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Description of key information

A number of non-standard acute inhalation toxicity studies in the rat and mouse indicate that the substance is toxic by inhalation.

Key value for chemical safety assessment

Acute toxicity: via oral route

Endpoint conclusion
Dose descriptor:
350 mg/kg bw

Additional information

Acute oral toxicity

A waiver is proposed as the substance is a gas. However data are available (Smyth et al, 1941) which report an oral LD50 value of 350 mg/kg bw in the rat for ammonium hydroxide (aqueous ammonia), which is an aqueous solution of the substance.

Acute dermal toxicity

No data are available. A waiver is proposed as the substance is classified as corrosive. Dermal exposure to anhydrous ammonia will be dominated by local effects at the site of contact and significant systemic toxicity is unlikely.

Acute inhalation toxicity

The acute inhalation toxicity of the substance has been investigated in a number of studies in rats and mice, using non-standard short exposure periods. Further testing is not proposed as the substance is corrosive.

The acute inhalation toxicity of ammonia was assessed by exposing groups of male and female Wistar rats were to atmospheric ammonia for 10, 20, 40 or 60 minutes. Following exposure surviving rats were housed 5 per cage and observed for 14 days.

Clinical symptoms included eye irritation, wet noses and nasal discharge. Autopsy revealed haemorrhagic lungs. The 60 minute LC50 in male rats was 9850 mg/m³ air. The 60 minute LC50 in female rats was 13770 mg/m³ air (Appelman et al, 1982). The acute inhalation toxicity of ammonia gas was assessed in male albino mice. 100% mortality occurred at the highest concentration of 4860 ppm. At higher concentration, mortality usually occurred within 30 minutes of exposure initiation. The lungs of mice that died during exposure were congested with evidence of haemorrhage. The lungs of animals from every treatment group sacrificed displayed a mild to moderate degree of chronic focal pneumonitis histologically. The liver and heart weights were increased in animals that died during exposure to 4860 ppm. The 1 hour LC50 of ammonia gas to male mice is 4230 ppm (Kapeghian et al, 1982). The acute inhalation toxicity of ammonia gas to rats was determined during single exposure times of 5, 15, 30 or 60 minutes. Ammonia concentrations ranged from 6000 to 100 mg/m³. Ammonia poisoning in high concentrations (6000, 3000, 1000 mg/m³) was characterised by dyspnoea, irritation of the respiratory passgaes and eyes and cyanosis of the limbs. The animals were highly excitable and convulsed; the convulsions caused death. The LC50 during exposures of 5 and 15 minutes were 18693 mg/m³ and 12160 mg/m³, respectively, while for 30 and 60 minute exposures the values were 7035 mg/m³ and 7939 mg/m³ (Prokop'eva et al, 1973).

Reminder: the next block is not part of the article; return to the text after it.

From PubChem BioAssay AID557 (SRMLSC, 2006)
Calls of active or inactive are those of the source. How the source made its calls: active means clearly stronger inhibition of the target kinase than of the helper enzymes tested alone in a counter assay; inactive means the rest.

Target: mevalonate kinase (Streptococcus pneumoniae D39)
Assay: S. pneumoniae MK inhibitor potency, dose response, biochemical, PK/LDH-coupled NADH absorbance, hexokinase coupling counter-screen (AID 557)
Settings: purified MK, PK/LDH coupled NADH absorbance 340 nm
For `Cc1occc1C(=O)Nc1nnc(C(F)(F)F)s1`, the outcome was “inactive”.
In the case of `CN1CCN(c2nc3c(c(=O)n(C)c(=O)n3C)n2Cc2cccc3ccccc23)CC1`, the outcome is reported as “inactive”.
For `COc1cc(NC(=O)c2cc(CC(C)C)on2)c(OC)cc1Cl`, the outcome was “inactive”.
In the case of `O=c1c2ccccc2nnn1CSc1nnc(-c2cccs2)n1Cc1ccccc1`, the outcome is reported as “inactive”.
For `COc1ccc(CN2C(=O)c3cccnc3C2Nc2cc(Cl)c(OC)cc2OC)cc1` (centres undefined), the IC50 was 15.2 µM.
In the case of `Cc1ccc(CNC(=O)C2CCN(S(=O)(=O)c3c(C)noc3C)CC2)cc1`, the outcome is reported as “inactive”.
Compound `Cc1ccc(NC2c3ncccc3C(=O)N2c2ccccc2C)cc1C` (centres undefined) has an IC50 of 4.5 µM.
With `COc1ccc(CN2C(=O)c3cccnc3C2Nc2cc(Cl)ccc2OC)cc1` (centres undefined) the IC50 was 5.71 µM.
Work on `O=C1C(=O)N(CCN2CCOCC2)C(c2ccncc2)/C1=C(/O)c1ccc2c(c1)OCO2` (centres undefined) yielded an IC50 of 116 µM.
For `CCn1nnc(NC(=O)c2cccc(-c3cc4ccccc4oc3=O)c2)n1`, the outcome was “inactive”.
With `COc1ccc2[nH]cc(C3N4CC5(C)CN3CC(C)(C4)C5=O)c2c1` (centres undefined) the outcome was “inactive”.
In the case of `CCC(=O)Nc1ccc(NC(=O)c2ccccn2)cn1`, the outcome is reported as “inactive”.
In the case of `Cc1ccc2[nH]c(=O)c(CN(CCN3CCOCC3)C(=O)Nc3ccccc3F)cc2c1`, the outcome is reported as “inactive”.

Justification for classification or non-classification

Anhydrous ammonia is listed on Annex I of Directive 67/548/EEC with classification as (R23) 'Toxic by inhalation'. The results of the available studies are consistent with this classification: no change is therefore proposed.